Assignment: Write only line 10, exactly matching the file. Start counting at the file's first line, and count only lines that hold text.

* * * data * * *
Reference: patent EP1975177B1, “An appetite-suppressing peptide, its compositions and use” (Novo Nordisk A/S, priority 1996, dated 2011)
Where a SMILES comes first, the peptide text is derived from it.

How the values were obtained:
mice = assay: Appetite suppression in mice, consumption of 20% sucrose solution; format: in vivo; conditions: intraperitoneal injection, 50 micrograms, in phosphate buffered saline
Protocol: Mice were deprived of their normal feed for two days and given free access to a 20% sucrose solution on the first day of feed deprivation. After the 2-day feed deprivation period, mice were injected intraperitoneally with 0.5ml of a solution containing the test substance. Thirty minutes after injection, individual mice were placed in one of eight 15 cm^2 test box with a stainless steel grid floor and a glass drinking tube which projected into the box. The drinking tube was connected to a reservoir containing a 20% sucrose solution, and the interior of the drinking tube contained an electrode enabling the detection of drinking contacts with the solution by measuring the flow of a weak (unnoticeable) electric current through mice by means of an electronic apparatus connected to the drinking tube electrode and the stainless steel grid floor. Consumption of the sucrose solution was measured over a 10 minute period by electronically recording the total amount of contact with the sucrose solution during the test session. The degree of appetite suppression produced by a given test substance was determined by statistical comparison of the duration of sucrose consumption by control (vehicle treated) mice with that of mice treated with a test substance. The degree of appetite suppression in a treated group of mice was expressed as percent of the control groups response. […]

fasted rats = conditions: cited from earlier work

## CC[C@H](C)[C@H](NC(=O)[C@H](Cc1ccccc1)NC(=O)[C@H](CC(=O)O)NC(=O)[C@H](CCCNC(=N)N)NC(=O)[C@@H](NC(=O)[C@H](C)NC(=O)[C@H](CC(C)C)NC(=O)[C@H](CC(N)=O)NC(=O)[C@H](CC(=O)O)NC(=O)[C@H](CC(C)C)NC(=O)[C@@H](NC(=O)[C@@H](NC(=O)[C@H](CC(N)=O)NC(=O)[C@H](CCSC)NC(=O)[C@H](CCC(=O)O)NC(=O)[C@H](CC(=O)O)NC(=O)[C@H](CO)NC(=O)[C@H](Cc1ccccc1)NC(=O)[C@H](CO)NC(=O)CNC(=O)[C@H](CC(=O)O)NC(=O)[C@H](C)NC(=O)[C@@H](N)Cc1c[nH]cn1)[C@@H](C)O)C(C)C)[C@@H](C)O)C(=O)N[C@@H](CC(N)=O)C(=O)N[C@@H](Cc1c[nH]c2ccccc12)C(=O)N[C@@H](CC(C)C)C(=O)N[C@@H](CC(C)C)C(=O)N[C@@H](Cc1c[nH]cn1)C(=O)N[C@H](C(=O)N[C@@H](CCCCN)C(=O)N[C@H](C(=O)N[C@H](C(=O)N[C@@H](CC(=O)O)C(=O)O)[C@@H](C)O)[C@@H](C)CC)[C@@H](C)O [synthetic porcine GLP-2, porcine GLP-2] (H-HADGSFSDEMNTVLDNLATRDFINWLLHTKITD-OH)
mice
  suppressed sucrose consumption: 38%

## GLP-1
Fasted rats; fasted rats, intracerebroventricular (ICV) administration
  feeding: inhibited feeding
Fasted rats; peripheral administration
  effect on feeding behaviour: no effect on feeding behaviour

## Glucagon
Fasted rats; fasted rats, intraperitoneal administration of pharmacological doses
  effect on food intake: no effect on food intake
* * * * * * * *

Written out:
## GLP-1